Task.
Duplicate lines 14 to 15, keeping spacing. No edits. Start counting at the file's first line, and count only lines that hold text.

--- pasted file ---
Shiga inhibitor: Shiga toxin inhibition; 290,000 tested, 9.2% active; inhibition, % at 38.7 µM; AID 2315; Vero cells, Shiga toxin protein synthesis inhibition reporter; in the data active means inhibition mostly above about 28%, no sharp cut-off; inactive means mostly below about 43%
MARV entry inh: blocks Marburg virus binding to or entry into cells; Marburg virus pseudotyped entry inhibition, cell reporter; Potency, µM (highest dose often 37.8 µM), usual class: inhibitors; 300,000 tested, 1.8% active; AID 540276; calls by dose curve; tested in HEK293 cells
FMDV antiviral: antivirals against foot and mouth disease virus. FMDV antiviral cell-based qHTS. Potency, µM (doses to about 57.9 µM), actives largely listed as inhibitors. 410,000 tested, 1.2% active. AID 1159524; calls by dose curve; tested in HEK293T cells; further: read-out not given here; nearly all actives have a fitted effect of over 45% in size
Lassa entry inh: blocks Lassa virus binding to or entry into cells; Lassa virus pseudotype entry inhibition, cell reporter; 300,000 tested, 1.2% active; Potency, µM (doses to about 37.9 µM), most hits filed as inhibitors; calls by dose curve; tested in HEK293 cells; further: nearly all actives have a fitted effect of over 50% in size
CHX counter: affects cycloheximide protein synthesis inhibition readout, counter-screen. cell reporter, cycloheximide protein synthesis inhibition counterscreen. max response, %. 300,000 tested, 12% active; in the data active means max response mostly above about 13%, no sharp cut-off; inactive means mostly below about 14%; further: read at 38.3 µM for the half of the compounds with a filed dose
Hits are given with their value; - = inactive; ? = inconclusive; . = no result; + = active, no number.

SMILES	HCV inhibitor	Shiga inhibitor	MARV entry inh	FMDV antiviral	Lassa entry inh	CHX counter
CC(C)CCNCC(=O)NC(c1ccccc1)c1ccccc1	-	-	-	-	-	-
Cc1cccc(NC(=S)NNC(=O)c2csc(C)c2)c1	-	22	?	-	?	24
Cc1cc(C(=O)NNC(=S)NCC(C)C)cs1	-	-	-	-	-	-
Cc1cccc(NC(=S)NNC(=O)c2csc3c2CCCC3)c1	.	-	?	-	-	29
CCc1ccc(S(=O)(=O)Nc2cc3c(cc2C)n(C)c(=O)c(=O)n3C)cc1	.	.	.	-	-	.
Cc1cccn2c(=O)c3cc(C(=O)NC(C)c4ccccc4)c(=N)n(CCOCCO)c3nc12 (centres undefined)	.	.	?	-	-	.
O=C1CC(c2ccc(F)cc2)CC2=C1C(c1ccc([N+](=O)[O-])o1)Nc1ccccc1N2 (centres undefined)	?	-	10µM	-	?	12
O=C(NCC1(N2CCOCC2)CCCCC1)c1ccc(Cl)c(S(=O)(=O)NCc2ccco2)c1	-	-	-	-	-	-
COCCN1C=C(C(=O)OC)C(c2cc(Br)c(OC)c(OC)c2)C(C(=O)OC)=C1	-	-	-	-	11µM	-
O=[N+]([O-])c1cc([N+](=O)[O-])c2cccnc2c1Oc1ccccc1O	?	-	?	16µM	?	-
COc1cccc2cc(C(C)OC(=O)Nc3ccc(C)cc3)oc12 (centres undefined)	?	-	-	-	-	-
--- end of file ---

O=C1CC(c2ccc(F)cc2)CC2=C1C(c1ccc([N+](=O)[O-])o1)Nc1ccccc1N2 (centres undefined)	?	-	10µM	-	?	12
O=C(NCC1(N2CCOCC2)CCCCC1)c1ccc(Cl)c(S(=O)(=O)NCc2ccco2)c1	-	-	-	-	-	-